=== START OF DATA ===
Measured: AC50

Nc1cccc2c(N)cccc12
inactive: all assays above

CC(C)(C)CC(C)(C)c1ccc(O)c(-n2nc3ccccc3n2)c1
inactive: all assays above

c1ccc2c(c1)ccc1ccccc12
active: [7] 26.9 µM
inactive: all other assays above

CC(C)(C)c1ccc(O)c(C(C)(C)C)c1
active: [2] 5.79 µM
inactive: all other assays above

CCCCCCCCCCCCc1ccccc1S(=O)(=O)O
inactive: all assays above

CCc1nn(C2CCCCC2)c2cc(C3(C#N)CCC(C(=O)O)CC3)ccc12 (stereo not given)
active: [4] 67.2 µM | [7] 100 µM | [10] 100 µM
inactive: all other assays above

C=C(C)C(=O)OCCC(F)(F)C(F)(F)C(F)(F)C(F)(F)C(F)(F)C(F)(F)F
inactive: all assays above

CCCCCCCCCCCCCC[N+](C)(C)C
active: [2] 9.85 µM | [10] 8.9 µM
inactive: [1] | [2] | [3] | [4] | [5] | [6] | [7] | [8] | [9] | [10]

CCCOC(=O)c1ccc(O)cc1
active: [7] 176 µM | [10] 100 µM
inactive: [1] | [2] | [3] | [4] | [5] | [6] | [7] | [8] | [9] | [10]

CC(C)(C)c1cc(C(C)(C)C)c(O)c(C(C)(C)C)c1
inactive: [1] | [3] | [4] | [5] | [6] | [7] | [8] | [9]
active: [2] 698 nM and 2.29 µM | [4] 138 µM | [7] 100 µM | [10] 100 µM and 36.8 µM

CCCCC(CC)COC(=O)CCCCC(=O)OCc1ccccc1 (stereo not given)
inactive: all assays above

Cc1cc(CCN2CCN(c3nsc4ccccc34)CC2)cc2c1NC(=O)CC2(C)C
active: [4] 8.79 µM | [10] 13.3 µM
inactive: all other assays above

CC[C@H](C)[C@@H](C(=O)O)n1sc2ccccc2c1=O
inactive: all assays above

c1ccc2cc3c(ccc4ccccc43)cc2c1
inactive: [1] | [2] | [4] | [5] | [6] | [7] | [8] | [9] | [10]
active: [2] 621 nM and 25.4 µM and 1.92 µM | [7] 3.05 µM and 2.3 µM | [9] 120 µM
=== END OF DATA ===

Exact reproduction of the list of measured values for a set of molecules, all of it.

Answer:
Measured: AC50

Nc1cccc2c(N)cccc12
inactive: all assays above

CC(C)(C)CC(C)(C)c1ccc(O)c(-n2nc3ccccc3n2)c1
inactive: all assays above

c1ccc2c(c1)ccc1ccccc12
active: [7] 26.9 µM
inactive: all other assays above

CC(C)(C)c1ccc(O)c(C(C)(C)C)c1
active: [2] 5.79 µM
inactive: all other assays above

CCCCCCCCCCCCc1ccccc1S(=O)(=O)O
inactive: all assays above

CCc1nn(C2CCCCC2)c2cc(C3(C#N)CCC(C(=O)O)CC3)ccc12 (stereo not given)
active: [4] 67.2 µM | [7] 100 µM | [10] 100 µM
inactive: all other assays above

C=C(C)C(=O)OCCC(F)(F)C(F)(F)C(F)(F)C(F)(F)C(F)(F)C(F)(F)F
inactive: all assays above

CCCCCCCCCCCCCC[N+](C)(C)C
active: [2] 9.85 µM | [10] 8.9 µM
inactive: [1] | [2] | [3] | [4] | [5] | [6] | [7] | [8] | [9] | [10]

CCCOC(=O)c1ccc(O)cc1
active: [7] 176 µM | [10] 100 µM
inactive: [1] | [2] | [3] | [4] | [5] | [6] | [7] | [8] | [9] | [10]

CC(C)(C)c1cc(C(C)(C)C)c(O)c(C(C)(C)C)c1
inactive: [1] | [3] | [4] | [5] | [6] | [7] | [8] | [9]
active: [2] 698 nM and 2.29 µM | [4] 138 µM | [7] 100 µM | [10] 100 µM and 36.8 µM

CCCCC(CC)COC(=O)CCCCC(=O)OCc1ccccc1 (stereo not given)
inactive: all assays above

Cc1cc(CCN2CCN(c3nsc4ccccc34)CC2)cc2c1NC(=O)CC2(C)C
active: [4] 8.79 µM | [10] 13.3 µM
inactive: all other assays above

CC[C@H](C)[C@@H](C(=O)O)n1sc2ccccc2c1=O
inactive: all assays above

c1ccc2cc3c(ccc4ccccc43)cc2c1
inactive: [1] | [2] | [4] | [5] | [6] | [7] | [8] | [9] | [10]
active: [2] 621 nM and 25.4 µM and 1.92 µM | [7] 3.05 µM and 2.3 µM | [9] 120 µM